Product Review of Words Without Borders Campus
Educators will find contemporary literature from around the world on Words Without Borders Classroom. There are short stories, poems, essays, and even graphic novels. Educators can choose to print the content, or learners can read it on the website without a password. Thoughtfully curated lesson plans, mostly aligned with 11th and 12th grade standards, connect these contemporary writings with popular traditional writings found in American literature books. For example, the website suggests pairing Japanese poet Nomura Kiwao’s poem “Riverwilt” with works by American poet e.e. cummings. Every piece is accompanied by lots of supplemental materials, including pronunciation guides, supplemental videos, author biographies, discussion questions, and recommendations for additional reading. Some of the works are offered in their original language in addition to English.
Popular themes include leaving home, war, parents, memories, and transformation. Some of the literature and lesson ideas may be appropriate for middle grades, but most of the learning materials are directed toward grades 10-12. Middle grade educators should be aware that some works contain mature topics, but it’s easy to limit learner access by offering printed materials (or PDF versions) instead of directing learners to the website. Educators need to create a free account to access the teaching ideas and lessons. Be prepared to put in some time to find the right pieces and lessons and then sort through the materials in the dense format. A layout with more breathing room and educator-focused search and sort options would boost its value. That said, it’s a great free resource for finding more varied voices.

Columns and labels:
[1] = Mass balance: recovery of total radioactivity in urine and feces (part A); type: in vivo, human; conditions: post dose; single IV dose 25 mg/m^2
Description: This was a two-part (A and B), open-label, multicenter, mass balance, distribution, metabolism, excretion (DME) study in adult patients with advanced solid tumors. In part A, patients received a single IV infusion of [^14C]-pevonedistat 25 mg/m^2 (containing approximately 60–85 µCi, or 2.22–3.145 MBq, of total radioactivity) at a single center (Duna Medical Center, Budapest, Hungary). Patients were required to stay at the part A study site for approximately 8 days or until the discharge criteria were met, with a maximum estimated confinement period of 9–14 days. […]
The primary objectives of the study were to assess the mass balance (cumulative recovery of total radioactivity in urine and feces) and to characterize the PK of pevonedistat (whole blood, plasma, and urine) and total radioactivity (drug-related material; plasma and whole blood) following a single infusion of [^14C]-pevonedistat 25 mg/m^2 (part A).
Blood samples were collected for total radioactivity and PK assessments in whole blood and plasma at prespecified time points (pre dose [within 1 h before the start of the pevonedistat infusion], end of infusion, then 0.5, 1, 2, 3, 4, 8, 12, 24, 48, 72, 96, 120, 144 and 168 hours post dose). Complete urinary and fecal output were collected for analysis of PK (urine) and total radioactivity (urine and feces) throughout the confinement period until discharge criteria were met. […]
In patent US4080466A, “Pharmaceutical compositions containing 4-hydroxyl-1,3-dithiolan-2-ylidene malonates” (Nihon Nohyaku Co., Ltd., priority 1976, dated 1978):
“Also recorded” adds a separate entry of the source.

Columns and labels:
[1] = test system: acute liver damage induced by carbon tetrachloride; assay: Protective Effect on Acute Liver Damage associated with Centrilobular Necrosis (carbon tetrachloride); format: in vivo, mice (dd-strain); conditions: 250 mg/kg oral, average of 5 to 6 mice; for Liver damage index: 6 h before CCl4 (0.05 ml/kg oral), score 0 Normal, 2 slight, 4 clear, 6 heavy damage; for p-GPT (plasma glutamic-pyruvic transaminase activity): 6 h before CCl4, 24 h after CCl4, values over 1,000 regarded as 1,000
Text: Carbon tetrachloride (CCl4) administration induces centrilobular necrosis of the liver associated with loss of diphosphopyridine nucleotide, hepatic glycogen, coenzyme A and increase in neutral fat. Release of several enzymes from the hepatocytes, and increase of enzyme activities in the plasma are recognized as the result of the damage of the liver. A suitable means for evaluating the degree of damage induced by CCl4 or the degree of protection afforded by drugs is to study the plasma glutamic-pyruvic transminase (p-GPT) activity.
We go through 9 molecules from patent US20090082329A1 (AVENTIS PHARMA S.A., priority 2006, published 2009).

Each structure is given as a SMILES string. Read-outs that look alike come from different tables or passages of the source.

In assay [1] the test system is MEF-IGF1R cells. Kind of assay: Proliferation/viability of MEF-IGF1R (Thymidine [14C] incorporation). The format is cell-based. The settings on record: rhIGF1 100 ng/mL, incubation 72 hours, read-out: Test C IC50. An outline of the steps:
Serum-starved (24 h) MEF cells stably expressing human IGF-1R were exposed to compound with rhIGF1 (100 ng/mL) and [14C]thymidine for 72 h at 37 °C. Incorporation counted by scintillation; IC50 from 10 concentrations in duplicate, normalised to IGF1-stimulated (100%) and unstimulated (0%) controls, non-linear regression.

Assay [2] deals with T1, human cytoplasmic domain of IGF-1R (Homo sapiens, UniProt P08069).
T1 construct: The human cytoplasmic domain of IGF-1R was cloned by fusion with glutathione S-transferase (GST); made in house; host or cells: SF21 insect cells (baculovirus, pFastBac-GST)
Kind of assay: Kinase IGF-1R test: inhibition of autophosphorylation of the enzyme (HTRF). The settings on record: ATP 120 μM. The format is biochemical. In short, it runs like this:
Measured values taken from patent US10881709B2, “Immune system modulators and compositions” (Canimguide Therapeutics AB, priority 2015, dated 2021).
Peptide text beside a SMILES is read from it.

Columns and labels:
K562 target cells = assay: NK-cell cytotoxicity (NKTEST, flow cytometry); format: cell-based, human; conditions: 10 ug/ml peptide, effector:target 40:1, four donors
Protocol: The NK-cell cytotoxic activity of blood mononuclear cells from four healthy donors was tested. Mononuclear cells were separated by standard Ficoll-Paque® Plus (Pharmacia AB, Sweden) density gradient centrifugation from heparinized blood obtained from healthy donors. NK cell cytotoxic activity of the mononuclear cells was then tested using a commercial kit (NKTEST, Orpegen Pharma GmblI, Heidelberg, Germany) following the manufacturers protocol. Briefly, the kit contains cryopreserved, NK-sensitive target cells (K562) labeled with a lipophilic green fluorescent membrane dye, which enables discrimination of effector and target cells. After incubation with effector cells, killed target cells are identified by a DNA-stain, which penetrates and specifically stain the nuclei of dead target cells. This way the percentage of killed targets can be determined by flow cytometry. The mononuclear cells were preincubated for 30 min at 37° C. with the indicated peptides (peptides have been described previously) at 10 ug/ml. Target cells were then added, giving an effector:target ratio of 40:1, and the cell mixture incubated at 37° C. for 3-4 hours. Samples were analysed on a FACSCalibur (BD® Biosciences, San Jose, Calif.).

Overall User Consensus About the App
Learners will connect to universal themes and experiences while learning about unfamiliar cultures. The graphic fiction and nonfiction works will be popular.
Curriculum and Instruction
It’s a thoughtfully curated collection of writings with incredibly detailed and comprehensive lesson materials.
There are a ton of resource materials and instructional suggestions, but the organization of the site is a bit muddled. Clearer options around Lexile level, grade level, or learning outcomes would be helpful.